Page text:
One of the first stories Still told was his own story, the story of his family. William Still’s father had purchased his own freedom; William’s mother seized hers by flight. She escaped with two of her children, joining her husband in New Jersey, where the rest of their children were born. William was the youngest of fourteen, though the two oldest boys had been left behind in slavery and had never met the rest of the children. When William was in his mid-20’s, he moved to Philadelphia and began to work for the Pennsylvania Anti-Slavery Society, at first as a clerk, and then as the chairman of the Committee which assisted escaped slaves.  One day, a recently emancipated slave named Peter Friedman arrived in the office, hoping to trace members of his family. The story Peter told was familiar to William; it was the same story he had learned from his mother, the story of the two boys left behind and later sold South. “I believe you are my brother!” A coincidence almost too good to be true.

The story wasn’t all about happy reunions, though. Peter’s wife and children were still enslaved, waiting for Peter to arrange a rescue. Peter made a dangerous visit to the south to see how things stood and returned to discuss possible ways and means. A white abolitionist named Seth Concklin offered to fetch Peter’s family and bring them north by river. On the border of the free states, though, the group was arrested. Concklin turned up dead in the river, and Peter’s wife and children were returned to slavery. The tension, anger, and grief with which William tells his brother’s story is impossible to forget or to shake off.

Two things in particular seemed most striking, like two clear threads that ran through all these hundreds of individual stories. One was that the oppression most often found unendurable, the straw that kept breaking the heavily laden back, wasn’t the hunger or hard work or physical abuse or verbal abuse or restrictions on personal movement. Strong people bore up bravely under all these. But the one thing there was simply no accepting, the “deal-breaker”, was the threat of being sold. One narrative after another said something along the same lines. “I stood it all until I heard that I was to be sold, my family was to be sold, we were to be sold and scattered and never see each other any more. That’s when I decided to run.” This was for so many the moment when the risk and danger of making a run for freedom was no longer a factor. Human beings can endure a lot, as long as we have each other. Without each other, we die inside in ways more painful than any physical pain. The cruelest and most inhuman part of slavery was its callous breaking of vital human bonds.

The other point which jumped out at me, a repeated theme in one narrative after another, was the freedom of individual thought and choice. No matter how strongly the world insists that “the way things are” rules us all, this book makes it clear that we are not mere sheep, captives of our circumstances. People raised in a system of slavery, sheilded from any hint that another possibility might lie outside that system, managed to discover that possibility anyway, and to choose it despite the risks, to trust that in running away they were making a leap of faith. Even more surprisingly, perhaps, were the white people raised in the same system, assured that this is the way it was meant to be, that God himself supported the status quo, who somehow managed to escape from stifling conformity and dare to rock the boat.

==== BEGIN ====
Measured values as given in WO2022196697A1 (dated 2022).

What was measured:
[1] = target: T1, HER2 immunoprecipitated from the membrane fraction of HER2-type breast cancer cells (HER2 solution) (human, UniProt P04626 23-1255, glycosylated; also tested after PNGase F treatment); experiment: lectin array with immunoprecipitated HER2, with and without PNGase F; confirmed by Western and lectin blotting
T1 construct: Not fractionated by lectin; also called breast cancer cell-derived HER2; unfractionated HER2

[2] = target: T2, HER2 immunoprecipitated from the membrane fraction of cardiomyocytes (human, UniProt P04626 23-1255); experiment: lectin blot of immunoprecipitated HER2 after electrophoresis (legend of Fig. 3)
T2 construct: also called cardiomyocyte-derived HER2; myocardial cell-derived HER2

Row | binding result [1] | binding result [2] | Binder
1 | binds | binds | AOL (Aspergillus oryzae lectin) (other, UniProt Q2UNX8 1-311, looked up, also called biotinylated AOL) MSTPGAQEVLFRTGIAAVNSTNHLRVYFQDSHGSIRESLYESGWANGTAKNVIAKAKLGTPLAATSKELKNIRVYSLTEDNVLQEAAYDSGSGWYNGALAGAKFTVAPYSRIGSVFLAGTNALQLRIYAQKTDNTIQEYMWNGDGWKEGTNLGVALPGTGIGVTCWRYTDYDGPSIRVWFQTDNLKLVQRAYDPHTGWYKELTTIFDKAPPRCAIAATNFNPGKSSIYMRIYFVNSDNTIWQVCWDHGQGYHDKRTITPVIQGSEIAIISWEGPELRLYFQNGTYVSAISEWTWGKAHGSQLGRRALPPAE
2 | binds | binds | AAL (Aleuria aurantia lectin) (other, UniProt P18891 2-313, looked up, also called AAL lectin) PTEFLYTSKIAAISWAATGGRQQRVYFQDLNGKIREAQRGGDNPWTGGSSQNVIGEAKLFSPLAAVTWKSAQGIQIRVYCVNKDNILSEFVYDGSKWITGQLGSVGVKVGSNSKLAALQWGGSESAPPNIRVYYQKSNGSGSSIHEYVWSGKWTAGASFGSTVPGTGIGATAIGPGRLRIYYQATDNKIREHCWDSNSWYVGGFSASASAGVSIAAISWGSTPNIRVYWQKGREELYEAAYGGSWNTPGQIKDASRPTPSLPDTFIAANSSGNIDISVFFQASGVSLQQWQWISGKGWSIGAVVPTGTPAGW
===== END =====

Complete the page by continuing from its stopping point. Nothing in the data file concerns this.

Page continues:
Some of the slaves who ran away to freedom became leaders and crusaders like Frederick Douglass and Harriet Tubman. Others simply settled down in Canada and lived quietly with their families. Some white abolitionists risked their lives like Seth Concklin. Others simply knew what their bolder neighbors were doing and approved and supported them. If the common thought of an age is made up of all the separate individual thoughts of each unique person, then every one counts. A family of emancipated former slaves living an ordinary life in the midst of their neighbors is helping to change the common thought about social possibilities by actual living example. A sympathetic white neighbor who approves of these winds of change, who expresses disgust with the Fugitive Slave Law, helps change the atmosphere in his own circle just by where he gives his approval.

Every drop helps fill the bucket. As Jesus said, “Anyone who isn’t against us is for us.” But the opposite is also true. You can support an evil system passively. If you are the neighbor who stands with your hands in your pockets and says not a word, while the slave-catchers surround your neighbor’s barn, then you are assisting them. Jesus also said, “Anyone who isn’t for us is against us.”

Tiny individual acts, decisions, and attitudes are of such immense importance because they are the quirky, mismatched, hand-made bricks that build the kingdom. Average aggregate statistical theoretical people never really did or thought anything. Only actual individuals, in the often trivial and repetitive little details of daily life, make history. Reading these hundreds of stories of real flesh-and-blood individuals, building up a memory of one encounter after another, I found out something much more true and real than any abstract generalized history of the Underground Railroad could ever have shown to me.

This has been a good project for me to be involved in, filling my mind with people who linger there and seem to be strong friends, people like Euphemia Williams and Frances Harper and Samuel Green — and William Still himself. I’ve been drawn into their stories, moved by their courage and hope, angered by the many unnecessary cruelties we humans heap on each other, uplifted by the sheer kindness we are capable of giving each other, inspired by evils overcome and chains broken in the past, strengthened for the struggles still all around us today.

Links to listen to —

UGRR Volume 1

UGRR Volume 2

UGRR Volume 3

UGRR Volume 4

UGRR Volume 5